My SAD ode

gray sky, clouds

Wintry sullen o’ercast days
remind me of mine end. ‘Tis not as far ‘way
as ‘twas years afore.
Surely, I’ve lived more than I shall live.
Still, with each indrawn breath,
I hear eternity’s melody;
my very heart a choral-chamber
echoing the harmony of endless days.

 

Endnote: Annually, winter’s earthbound grey skies trigger the symptoms of seasonal affective disorder, among them, flagging energy, lessening interests in usually pleasing pursuits, and increasing difficulty in sleeping and its attendant irritability. Light therapy and pharmaceutical treatments have proven woefully ineffective. Hence, I tend to hibernate, withdrawing from many engagements, save those that require (read: won’t happen without me) my presence and participation; thuswise, striving not to inflict my SAD on others! O’er the years, blessedly, I’ve come to a safe, verily, sacred space of accepting, aye, appreciating this seasonal downturn of my being and, in this, finding peace.

9 thoughts on “My SAD ode

  1. Thank you for this Paul. So raw and honest and so you!! I too have thought so much about my own mortality since Tim’s death…. I just keep crossing stuff off my list that I want to do to finish the work that God has given me to do. As for you, I hope there’s a book of poems in your future and maybe even another book of sermons or other religious writings….. you can’t leave this world without publishing more of your words for us to remember you by….. reading more of your words would make me LESS SAD when you aren’t here any more.

    Much love

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    1. Always, Loretta, thank you. I think – that is, when I think about writing another book or about publishing – that, for now, I’m letting my blogging suffice. Much love, always, back to you.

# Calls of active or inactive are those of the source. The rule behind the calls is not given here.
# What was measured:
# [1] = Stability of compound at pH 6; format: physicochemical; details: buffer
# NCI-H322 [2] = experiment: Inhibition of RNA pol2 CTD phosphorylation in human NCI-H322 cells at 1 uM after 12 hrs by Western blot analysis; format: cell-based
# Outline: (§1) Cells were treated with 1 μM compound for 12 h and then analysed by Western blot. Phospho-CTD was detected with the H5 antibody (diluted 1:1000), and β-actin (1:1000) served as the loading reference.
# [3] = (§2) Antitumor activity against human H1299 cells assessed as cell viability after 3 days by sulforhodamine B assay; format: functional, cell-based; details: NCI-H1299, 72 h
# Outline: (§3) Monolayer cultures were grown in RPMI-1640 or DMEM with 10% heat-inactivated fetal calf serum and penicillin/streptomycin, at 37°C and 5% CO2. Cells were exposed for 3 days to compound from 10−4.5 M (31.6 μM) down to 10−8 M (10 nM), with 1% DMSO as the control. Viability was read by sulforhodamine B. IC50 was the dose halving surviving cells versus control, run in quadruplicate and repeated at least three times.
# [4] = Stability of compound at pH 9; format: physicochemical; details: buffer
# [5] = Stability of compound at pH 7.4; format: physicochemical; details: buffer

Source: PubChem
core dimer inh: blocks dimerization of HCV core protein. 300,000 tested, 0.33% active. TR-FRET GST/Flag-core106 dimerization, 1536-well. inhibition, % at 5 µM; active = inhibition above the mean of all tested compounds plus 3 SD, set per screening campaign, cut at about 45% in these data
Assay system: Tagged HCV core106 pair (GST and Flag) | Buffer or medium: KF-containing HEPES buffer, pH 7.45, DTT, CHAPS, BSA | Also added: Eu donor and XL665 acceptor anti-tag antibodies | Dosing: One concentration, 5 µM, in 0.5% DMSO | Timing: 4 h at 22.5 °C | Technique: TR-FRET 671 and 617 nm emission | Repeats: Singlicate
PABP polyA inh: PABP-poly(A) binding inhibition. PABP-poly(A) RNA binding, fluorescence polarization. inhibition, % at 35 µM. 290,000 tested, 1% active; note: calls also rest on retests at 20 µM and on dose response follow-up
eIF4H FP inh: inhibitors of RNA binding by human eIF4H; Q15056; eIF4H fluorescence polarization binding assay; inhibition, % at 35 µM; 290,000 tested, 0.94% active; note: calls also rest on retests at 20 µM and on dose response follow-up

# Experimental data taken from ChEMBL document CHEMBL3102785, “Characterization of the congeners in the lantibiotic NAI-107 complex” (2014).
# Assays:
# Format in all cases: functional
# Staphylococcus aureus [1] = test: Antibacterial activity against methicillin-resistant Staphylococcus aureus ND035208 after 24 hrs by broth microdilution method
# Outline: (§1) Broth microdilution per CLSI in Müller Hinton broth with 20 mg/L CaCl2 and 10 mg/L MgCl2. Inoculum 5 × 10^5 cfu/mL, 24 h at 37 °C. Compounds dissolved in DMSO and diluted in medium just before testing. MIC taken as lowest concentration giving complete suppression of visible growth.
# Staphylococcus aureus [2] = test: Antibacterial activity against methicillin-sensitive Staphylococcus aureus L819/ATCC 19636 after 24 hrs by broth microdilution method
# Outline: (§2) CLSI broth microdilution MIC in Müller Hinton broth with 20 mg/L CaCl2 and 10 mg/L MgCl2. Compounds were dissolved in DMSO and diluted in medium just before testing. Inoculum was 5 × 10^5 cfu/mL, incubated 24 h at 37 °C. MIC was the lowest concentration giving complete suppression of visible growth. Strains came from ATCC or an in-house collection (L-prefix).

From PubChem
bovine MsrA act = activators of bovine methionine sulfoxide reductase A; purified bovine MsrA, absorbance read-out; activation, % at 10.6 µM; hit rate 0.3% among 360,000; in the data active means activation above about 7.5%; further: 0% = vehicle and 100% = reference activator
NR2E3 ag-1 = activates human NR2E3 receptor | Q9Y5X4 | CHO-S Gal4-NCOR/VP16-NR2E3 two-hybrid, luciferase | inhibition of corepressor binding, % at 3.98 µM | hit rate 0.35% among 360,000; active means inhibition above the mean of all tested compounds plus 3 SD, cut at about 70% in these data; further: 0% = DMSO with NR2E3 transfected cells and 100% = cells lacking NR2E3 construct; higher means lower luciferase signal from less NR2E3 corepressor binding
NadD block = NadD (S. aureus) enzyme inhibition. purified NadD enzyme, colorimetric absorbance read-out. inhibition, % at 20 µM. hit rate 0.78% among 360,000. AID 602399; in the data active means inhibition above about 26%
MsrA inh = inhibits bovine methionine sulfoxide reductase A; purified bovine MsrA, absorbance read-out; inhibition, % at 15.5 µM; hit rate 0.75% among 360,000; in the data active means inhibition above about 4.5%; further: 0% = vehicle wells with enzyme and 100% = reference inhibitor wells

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  2. You have such a talent for evoking emotion from these articulate word choices. Well done!

    Liked by 1 person

  3. Thank you, Paul, for your honesty about your experiences with SAD. My poet mentor and friend, Sam King, sometimes rails against a world that does not understand the necessity and grace of down time. Our society has pushed the notion of constant productivity, multitasking, never stopping, always faster, bigger, more. Sam says that in that artificial way of being lies the destruction of what it means to be human, to have a soul. She deeply believes, and so do I, that darkness and fallow time are just as necessary for human functioning as sunshine and activity. It’s gotten to the point where, even here in Minnesota, where winters have generally been long and hard and winter days woefully short for a girl from Spartanburg, I look forward to them. When darkness reigns and it is hard to move around, not only is there rest and an opportunity for reflection, but seeds germinate secretly, the new, the rejuvenated prepare to emerge when the time comes and light returns. My mythologically-attuned mind has sometimes thought to turn from the light-surrounded form of the risen Jesus back to the dark tomb he abandoned. Clearly the darkness, the gloom, even the coolness of that space gave him something that he needed for transformation. What happens in the darkness? What is there that we need? An encounter with our deepest selves perhaps? An encounter with a god who doesn’t blind us and cause us to look away but invites a lingering and focused gaze? An assurance of our own wholeness, our own sufficiency? Peace? Calm? Quiet?